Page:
Truck Driver Fatigue and Collisions
Most motorists do not possess a Commercial Drivers License (CDL). Generally speaking, a CDL allows a driver to operate a vehicle that weighs more than 26,000 pounds for commercial use. Additionally, a CDL is required to operate certain commercial motor vehicles (CMVs), which are vehicles that are used for business in interstate commerce weighing more than 10,000 pounds. In other words, a CDL allows one to operate a bus, tow truck and tractor trailers – sometimes over a long period of time. However, most of us who do not possess a CDL, sure know what it is like to drive extensive trips to the beach or mountains surrounding or outside the State of Georgia. As such, we are all familiar with driver fatigue.
Fatigue is a condition that is most often the reaction to lack of sleep, boredom, stress or physical or mental exertion. While fatigue can manifest itself in many forms and in different fields of work, it is extremely dangerous in the field of transportation inasmuch as driver fatigue can lead to catastrophic collisions, accidents and death. Furthermore, when the fatigue is related to the truck driver of a vehicle that weighs more than 26,000 pounds, the consequences can be disastrous.
In terms of research, studies have confirmed that there is a strong correlation between the number of hours driven and the propensity of fatigue-related truck crashes and accidents. I always review the facts of each and every truck accident case to see if driver fatigue is a among the causes of the wreck. From this review, I have seen fatigue in truck drivers from operating semi-trucks that are due to sleep deprivation and/or operating a truck outside the hours of service guidelines.
The applicable hours of service guidelines are found in Federal Motor Carrier Regulation 395.3(a)(2), which mandate that truck drivers are only on-duty for 14 consecutive hours if they have previously been off-duty for 10 or more consecutive hours. However, some employers provide an unintended incentive for drivers to develop fatigue and fail to follow the guidelines by paying the truck driver by the mile or requiring that a delivery be made on time. Additionally, due to inadequate training by their employers, truck drivers may fail to calculate their specific on-duty hours and fail to realize that the calculation of duty time includes any period of time that the truck driver took off-duty time for a break during the 14-hour period. Consequently, hours of service guidelines are breached and fatigue may set in due to drivers trying to make up for lost time.
Of the 14 hours of on-duty time, a truck driver may only drive the truck for a total of 11 out of those 14 hours. In theory, once the truck driver drives a maximum of 11 hours, the truck driver must cease driving and take off-duty for 10 consecutive hours before the truck driver is able to drive again under federal regulations. In practice, some truck drivers intentionally fail to take the required rest by either claiming that a suitable rest area was not in the vicinity or due to a desire to make more money by driving more miles and meeting the delivery deadline.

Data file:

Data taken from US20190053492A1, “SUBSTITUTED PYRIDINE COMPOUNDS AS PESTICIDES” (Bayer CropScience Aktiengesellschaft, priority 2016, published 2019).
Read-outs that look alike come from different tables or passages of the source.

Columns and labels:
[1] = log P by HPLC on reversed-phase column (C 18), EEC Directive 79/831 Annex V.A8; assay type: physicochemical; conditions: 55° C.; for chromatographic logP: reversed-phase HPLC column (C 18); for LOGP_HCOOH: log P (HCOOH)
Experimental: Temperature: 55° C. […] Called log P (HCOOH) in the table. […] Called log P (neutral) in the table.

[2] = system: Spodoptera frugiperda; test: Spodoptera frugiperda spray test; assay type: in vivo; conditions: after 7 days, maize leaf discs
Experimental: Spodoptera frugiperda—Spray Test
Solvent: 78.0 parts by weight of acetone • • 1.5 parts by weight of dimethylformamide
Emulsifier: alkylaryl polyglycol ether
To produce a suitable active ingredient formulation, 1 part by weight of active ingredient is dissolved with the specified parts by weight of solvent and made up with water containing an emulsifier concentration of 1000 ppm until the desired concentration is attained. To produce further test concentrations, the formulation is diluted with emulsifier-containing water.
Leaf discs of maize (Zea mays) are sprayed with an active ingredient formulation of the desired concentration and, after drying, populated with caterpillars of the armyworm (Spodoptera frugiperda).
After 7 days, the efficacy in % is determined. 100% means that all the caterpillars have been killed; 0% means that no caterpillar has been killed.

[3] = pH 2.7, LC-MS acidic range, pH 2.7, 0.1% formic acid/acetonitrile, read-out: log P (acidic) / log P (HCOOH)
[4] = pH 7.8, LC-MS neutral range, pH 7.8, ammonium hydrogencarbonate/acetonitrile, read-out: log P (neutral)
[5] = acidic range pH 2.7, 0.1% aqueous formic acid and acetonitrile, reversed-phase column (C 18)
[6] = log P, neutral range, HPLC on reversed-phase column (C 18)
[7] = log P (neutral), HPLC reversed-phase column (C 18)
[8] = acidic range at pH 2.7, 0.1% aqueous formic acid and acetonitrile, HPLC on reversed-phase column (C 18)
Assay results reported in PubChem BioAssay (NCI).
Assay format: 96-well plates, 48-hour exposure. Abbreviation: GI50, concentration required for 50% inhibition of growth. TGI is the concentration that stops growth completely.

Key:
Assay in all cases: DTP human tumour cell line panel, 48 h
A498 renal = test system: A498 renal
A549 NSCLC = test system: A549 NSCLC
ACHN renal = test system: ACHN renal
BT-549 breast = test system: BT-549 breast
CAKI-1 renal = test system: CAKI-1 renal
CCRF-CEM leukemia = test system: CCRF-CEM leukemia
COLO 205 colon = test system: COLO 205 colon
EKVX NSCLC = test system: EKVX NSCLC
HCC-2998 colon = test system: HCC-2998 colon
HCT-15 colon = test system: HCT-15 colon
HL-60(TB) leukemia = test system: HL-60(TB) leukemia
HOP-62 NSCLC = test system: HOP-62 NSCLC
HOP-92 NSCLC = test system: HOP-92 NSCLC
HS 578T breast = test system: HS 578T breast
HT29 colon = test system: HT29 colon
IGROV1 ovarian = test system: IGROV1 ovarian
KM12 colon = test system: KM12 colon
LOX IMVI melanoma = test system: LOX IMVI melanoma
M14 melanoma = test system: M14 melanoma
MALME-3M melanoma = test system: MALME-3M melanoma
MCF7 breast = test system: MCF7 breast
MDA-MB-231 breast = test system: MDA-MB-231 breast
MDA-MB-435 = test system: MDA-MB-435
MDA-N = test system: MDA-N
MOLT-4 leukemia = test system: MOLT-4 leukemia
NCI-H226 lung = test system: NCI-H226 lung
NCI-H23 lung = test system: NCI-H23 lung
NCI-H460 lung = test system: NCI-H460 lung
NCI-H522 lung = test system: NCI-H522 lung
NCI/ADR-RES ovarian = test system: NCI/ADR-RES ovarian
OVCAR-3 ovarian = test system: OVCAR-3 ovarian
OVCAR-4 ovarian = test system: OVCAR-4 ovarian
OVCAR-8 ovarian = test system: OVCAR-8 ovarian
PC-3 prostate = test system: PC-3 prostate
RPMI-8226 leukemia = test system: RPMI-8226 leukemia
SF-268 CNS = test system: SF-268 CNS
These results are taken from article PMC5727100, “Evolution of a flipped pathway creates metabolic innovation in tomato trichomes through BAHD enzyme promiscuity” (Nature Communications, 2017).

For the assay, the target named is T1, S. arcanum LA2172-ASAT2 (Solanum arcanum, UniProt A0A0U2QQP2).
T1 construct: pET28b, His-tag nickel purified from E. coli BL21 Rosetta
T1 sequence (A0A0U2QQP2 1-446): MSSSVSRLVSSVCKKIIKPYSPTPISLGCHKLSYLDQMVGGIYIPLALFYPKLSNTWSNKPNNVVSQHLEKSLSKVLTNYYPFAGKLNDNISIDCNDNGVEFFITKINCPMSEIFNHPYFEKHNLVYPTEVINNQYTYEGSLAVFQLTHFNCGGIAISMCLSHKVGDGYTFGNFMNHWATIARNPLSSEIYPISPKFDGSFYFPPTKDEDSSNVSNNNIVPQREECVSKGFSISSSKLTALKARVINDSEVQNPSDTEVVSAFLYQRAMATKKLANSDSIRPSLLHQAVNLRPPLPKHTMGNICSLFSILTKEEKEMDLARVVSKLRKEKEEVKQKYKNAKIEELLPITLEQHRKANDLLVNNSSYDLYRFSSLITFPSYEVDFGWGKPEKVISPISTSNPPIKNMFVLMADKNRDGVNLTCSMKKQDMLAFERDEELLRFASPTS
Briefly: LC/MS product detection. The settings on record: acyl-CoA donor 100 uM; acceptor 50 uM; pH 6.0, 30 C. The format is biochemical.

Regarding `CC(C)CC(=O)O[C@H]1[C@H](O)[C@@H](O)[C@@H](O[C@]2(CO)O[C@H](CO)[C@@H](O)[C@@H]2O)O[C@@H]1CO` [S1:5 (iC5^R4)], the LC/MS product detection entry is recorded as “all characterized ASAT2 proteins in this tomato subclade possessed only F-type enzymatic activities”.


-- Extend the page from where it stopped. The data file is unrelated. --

Besides the consecutive hours of truck operation regulations, there are further restraints on how many hours a truck driver may operate their vehicle during a work week via the “60/70 Rule”. According to this regulation, a trucking company can place its driver on either a seven or eight day driving period. Consequently, a truck driver on a seven day week can operate a truck for a maximum of 60 hours and a truck driver on an eight day week can operate a truck for a maximum of 70 hours. After the truck driver has met the 60/70 rule, the truck driver cannot restart driving until after the truck driver has taken a 34 hour period off-duty.
Through the hours of service and 60/70 rule, the federal authorities have placed protocols to minimize and reduce truck driver fatigue and in kind reduced fatigue related crashes and accidents. In a trucker fatigue crash, an experienced truck accident attorney will seek to send a preservation of evidence letter to the driver, trucking company, leasing company of the truck and other relevant entity to safeguard log books, documents and any other evidence which will tend to prove that the truck driver did not follow the regulations outlined above.
If you are injured in a tractor trailer collision or truck accident in Georgia, Mr. Ford can help you receive the maximum compensation you deserve for your injuries, lost earnings or wages, pain and suffering, and other damages. The Law Offices of Kevin C. Ford is currently accepting trucking accident cases throughout Georgia. Please contact us today for a free consultation.